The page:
Mines News

Release Date Friday, April 22, 2016

New Initiative Bolsters Math Success for Future Scientists and Engineers

RAPID CITY, S.D. (April 22, 2016) – A new initiative at the South Dakota School of Mines & Technology, funded by the state Legislature, will support critical math-readiness skills of the next generation of scientists and engineers.

The MathSpark program will continue this summer, serving an estimated 600 future scientists and engineers thanks to $250,000 in support from the Legislature and Gov. Dennis Daugaard. Mines President Heather Wilson and five state legislators discussed details of the project during a Friday meeting with faculty members, students and the news media.

The goal of the program is to boost math skills to ensure incoming freshmen are equipped for the rigorous classes at Mines in order to better prepare students for jobs of the 21st century and continue to attract and keep great companies with good-paying jobs in South Dakota.

When the program began last summer the average student entering Mines had a 3.5 high school GPA and scored in the 88th percentile in math on the ACT exam. But 40 percent of incoming students earned a D or F or withdrew from their first math class at Mines.

Preliminary results from the 2015 pilot program showed significant improvement compared to the incoming 2014 freshman class, including a 9 percent increase in the pass rate of Algebra, a 5 percent increase in the pass rate of Trigonometry and a 12 percent increase in the pass rate of Calculus I.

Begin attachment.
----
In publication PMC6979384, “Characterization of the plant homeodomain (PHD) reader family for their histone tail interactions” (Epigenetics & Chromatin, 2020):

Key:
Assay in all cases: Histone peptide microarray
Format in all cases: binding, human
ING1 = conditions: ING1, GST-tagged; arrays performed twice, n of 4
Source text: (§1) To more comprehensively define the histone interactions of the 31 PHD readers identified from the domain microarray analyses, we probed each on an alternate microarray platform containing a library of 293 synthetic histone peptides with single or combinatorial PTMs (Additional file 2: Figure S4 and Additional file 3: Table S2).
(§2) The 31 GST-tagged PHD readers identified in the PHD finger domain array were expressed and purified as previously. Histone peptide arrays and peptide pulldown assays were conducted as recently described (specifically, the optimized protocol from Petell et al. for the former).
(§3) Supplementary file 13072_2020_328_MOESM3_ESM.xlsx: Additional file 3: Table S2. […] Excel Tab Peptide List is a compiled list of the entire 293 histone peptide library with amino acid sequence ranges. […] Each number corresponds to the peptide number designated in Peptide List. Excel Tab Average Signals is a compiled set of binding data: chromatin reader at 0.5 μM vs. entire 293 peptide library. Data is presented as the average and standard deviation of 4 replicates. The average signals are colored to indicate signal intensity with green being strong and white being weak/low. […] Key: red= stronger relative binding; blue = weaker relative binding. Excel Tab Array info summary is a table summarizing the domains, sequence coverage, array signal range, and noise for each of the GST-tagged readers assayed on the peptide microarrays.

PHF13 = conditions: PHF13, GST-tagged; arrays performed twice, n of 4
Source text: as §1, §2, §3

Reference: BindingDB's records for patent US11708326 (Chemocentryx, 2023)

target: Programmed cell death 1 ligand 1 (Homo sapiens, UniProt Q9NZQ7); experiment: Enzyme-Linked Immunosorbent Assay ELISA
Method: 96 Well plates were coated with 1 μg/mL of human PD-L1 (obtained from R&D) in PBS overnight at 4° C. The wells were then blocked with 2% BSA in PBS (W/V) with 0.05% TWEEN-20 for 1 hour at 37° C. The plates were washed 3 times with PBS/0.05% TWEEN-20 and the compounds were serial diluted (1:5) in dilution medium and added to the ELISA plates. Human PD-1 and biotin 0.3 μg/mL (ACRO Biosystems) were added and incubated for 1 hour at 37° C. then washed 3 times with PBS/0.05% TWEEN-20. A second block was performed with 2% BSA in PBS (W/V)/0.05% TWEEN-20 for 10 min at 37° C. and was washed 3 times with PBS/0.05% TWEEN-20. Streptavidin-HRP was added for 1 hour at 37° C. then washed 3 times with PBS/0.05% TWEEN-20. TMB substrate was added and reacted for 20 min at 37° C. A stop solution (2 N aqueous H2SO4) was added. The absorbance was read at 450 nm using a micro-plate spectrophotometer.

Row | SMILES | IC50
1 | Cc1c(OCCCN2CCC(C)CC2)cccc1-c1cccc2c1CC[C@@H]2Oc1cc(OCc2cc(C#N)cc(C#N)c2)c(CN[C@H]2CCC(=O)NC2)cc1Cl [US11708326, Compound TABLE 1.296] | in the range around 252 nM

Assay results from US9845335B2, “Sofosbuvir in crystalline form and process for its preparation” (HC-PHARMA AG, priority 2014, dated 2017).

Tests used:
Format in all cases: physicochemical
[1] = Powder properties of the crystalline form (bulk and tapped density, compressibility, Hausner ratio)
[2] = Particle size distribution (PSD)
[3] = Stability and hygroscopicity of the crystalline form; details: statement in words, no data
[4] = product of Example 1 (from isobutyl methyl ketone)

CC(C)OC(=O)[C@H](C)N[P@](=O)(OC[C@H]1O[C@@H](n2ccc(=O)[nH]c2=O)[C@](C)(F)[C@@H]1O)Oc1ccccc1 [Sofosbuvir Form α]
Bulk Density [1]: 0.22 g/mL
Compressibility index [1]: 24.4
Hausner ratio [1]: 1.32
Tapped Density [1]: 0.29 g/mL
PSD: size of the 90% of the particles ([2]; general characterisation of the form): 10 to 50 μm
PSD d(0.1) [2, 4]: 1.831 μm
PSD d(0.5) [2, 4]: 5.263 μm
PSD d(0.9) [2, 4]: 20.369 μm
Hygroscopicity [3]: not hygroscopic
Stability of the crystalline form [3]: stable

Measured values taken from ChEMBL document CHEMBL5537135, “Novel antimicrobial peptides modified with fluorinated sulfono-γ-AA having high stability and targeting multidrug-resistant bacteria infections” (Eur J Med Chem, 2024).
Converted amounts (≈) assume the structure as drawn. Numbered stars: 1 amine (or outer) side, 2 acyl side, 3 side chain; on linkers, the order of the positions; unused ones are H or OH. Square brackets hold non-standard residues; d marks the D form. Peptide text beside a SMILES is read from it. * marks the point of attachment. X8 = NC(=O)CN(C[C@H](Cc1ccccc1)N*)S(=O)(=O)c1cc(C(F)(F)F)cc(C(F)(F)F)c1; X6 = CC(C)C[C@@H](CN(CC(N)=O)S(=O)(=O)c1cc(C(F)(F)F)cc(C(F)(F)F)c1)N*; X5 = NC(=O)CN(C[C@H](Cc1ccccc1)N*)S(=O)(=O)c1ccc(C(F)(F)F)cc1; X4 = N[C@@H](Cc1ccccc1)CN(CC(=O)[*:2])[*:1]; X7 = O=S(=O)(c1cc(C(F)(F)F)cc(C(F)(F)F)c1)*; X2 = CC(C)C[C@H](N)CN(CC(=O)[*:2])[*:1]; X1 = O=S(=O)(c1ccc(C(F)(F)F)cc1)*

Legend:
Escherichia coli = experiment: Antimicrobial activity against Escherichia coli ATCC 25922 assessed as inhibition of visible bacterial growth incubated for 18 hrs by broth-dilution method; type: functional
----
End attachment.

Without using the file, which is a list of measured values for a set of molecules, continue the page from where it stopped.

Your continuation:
MathSpark expands upon last summer’s successful distance education and mentorship pilot program funded through private donations.

The program uses distance online self-study review courses and mentorship by a Mines faculty member and intensifies math teaching for freshmen who are not ready for Calculus. The focused program may help more students master math and meet critical workforce needs.

The $250,000 pays for lecturers, graduate assistants in math labs and distance math mentors, overhead and materials, two summer lecturers, a summer program director and for a statistical analysis, program evaluation and reporting.

Joining President Wilson and math faculty and students were State Senators Terri Haverly, Deb Peters and Alan Solano and South Dakota State Representatives Jeff Partridge and Jacqueline Sly in discussing the new program.

The math initiative was funded through Senate Bill 92 during the legislative session that recently ended. Gov. Dennis Daugaard signed the law.


About SD Mines  

Founded in 1885, the South Dakota School of Mines & Technology is a science and engineering research university located in Rapid City, S.D., offering bachelor’s, master’s and doctoral degrees. The university enrolls 2,778 students with a student-to-faculty ratio of 15:1. The SD School of Mines placement rate is 96 percent, with an average starting salary of $62,929. Find us online at www.sdsmt.edu and on Facebook and Twitter.


Contact: Fran LeFort, (605) 394-6082, Fran.LeFort